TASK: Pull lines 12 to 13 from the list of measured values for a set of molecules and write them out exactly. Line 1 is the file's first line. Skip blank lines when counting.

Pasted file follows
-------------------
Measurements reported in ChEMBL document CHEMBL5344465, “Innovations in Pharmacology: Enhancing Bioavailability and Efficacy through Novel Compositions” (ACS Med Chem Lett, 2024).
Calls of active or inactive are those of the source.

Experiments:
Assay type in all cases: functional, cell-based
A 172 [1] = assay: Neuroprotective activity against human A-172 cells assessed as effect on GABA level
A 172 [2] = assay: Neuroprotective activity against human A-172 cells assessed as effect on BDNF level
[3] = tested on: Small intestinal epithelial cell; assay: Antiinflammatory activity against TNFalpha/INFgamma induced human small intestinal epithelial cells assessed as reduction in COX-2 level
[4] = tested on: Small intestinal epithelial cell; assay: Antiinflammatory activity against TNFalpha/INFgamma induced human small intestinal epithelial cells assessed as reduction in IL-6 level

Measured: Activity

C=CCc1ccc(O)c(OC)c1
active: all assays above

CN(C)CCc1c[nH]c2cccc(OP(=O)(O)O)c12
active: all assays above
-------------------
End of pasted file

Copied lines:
CN(C)CCc1c[nH]c2cccc(OP(=O)(O)O)c12
active: all assays above